Karen has conducted many interviews for the State Library of SA and the National Library of Australia. She was an interviewer for the Bringing Them Home Oral History Project and contributed to the resulting publication, Many Voices, reflections on experiences of Indigenous child separation (2002). Karen has worked with SA Link Up to produce a guide to records of children’s homes in SA, Finding your own way (2005). As a result of this work she became Research Historian for the Children in State Care Commission of Inquiry in SA. Karen is was an interviewer for the NLA’s Forgotten Australians and Former Child Migrants’ oral history project and currently works as a State-based historian with the National Find and Connect web resource project. Later this year she will appear on an episode of ‘Who do you think you are?’

Karen has recorded hundreds of interviews on a myriad of topics for different repositories, organisations and individuals. She draws on examples from these in the workshops she runs for the SA branch of the Oral History Association of Australia and other organisations.

In her minimal spare time Karen reads, runs and writes stories for her two children.

HicksShauna Hicks (Queensland) - Australia's most in demand genealogy/history presenter - and author of numerous guide books


Shauna Hicks has been tracing her own family history since 1977 and worked in government for over 35 years in libraries and archives in Brisbane, Canberra and Melbourne. Since retiring, she has written a number of family history guides and is a regular speaker at genealogy cruises, conferences and  seminars. She now operates a small part time research and consultancy business Shauna Hicks History Enterprises at www.shaunahicks.com.auand is the author of the blog, Diary of an Australian Genealogist.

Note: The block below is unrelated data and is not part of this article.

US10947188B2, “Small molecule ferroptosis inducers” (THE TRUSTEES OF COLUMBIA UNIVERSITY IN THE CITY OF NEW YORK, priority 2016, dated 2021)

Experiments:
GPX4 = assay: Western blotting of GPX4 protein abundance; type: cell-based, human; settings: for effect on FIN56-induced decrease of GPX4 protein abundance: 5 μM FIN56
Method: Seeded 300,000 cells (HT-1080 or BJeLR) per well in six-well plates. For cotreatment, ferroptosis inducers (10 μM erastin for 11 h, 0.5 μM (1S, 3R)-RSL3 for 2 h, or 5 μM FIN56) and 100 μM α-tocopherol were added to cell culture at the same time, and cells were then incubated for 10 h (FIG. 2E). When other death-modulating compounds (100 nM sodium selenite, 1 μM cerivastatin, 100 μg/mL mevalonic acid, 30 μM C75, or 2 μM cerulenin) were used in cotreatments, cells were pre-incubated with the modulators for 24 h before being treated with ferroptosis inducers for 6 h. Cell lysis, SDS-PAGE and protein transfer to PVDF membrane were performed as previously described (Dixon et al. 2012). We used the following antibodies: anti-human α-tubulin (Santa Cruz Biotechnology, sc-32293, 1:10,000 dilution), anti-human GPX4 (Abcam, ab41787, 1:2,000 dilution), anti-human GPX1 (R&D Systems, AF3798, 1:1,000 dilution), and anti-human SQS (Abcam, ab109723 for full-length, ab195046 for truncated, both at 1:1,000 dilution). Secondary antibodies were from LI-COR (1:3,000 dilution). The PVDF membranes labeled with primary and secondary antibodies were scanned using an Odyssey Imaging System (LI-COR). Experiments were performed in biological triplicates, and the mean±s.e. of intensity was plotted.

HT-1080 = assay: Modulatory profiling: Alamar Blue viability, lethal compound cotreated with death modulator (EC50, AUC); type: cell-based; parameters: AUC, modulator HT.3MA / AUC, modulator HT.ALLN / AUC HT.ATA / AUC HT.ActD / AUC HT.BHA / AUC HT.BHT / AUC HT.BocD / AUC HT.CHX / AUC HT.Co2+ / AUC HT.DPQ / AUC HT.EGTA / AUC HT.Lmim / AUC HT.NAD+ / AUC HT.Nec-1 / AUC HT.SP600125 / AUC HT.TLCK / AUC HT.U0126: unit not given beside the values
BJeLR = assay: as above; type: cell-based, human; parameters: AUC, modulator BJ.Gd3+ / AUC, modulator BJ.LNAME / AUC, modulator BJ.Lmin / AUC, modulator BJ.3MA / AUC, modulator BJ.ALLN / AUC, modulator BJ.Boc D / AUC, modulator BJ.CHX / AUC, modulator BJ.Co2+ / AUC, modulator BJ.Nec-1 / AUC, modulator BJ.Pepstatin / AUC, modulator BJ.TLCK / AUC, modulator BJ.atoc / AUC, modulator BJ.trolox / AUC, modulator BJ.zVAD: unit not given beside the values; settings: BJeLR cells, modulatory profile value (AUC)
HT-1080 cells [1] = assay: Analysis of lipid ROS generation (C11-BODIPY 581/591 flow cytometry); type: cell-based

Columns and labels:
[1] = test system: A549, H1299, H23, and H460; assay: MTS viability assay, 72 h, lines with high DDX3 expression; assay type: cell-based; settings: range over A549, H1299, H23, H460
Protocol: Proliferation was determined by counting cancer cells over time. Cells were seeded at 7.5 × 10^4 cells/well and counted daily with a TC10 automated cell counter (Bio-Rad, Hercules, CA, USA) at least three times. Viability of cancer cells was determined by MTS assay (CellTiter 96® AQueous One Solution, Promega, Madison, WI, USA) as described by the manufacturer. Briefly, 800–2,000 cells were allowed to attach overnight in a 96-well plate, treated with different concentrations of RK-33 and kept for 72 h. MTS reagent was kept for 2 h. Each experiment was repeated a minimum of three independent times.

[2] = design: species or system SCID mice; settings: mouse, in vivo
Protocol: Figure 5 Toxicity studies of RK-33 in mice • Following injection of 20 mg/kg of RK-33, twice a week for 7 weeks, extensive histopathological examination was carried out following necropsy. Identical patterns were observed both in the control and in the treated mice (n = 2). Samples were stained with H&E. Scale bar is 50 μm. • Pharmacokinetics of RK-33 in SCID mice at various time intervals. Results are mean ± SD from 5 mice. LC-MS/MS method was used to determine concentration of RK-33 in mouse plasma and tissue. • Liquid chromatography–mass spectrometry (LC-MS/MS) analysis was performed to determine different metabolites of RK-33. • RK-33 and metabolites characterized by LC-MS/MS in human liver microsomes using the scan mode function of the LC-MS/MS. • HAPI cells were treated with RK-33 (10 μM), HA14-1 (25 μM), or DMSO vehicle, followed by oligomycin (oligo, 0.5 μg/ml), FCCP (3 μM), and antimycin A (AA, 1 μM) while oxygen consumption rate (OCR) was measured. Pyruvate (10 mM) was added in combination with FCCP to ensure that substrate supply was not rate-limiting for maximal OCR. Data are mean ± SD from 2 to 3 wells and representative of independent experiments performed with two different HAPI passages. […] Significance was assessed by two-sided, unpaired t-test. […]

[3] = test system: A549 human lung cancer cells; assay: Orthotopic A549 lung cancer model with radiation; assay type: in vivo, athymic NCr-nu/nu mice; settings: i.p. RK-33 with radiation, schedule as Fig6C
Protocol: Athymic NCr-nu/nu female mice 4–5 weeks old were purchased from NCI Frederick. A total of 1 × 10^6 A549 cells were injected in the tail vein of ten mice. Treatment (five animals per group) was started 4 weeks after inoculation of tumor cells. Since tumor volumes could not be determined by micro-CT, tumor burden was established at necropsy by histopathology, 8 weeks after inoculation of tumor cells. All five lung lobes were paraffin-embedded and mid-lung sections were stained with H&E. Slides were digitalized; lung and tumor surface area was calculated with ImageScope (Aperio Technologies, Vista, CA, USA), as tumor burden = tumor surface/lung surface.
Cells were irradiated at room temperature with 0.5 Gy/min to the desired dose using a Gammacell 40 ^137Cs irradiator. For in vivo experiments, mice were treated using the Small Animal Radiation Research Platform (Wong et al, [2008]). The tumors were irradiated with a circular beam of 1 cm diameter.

Shauna has a number of tertiary qualifications from Queensland universities including a Master of Arts in Australian Studies, a Graduate Diploma in Library Science and a Diploma in Family Historical Studies from the Society of Australian Genealogists. She is a Fellow of the Queensland Family History Society; a recipient of the Australian Society of Archivists Distinguished Achievement Award and the Australasian Federation of Family History Organisations’ Services to Family History Award.

She is the author of a number of research publications published by Unlock the Past, including:

  • Family and local history resource directory for Victoria
  • Family history on the cheap
  • Finding ancestors in church records: a brief guide to resources
  • My ancestor was in an asylum: a brief guide to asylum records in Australia and New Zealand
  • It’s not all online: a guide to genealogy sources offline
  • What was the voyage really like?: a brief guide to researching convict and immigrant voyages to Australia and New Zealand
  • Our family history archives: a brief introduction
  • Tracing mining ancestors: a brief guide to resources in Australia and New Zealand
  • Trove: discover genealogy treasure in the National Library of Australia
  • numerous articles for journals and the History and Genealogy 2011: Australia and New Zealand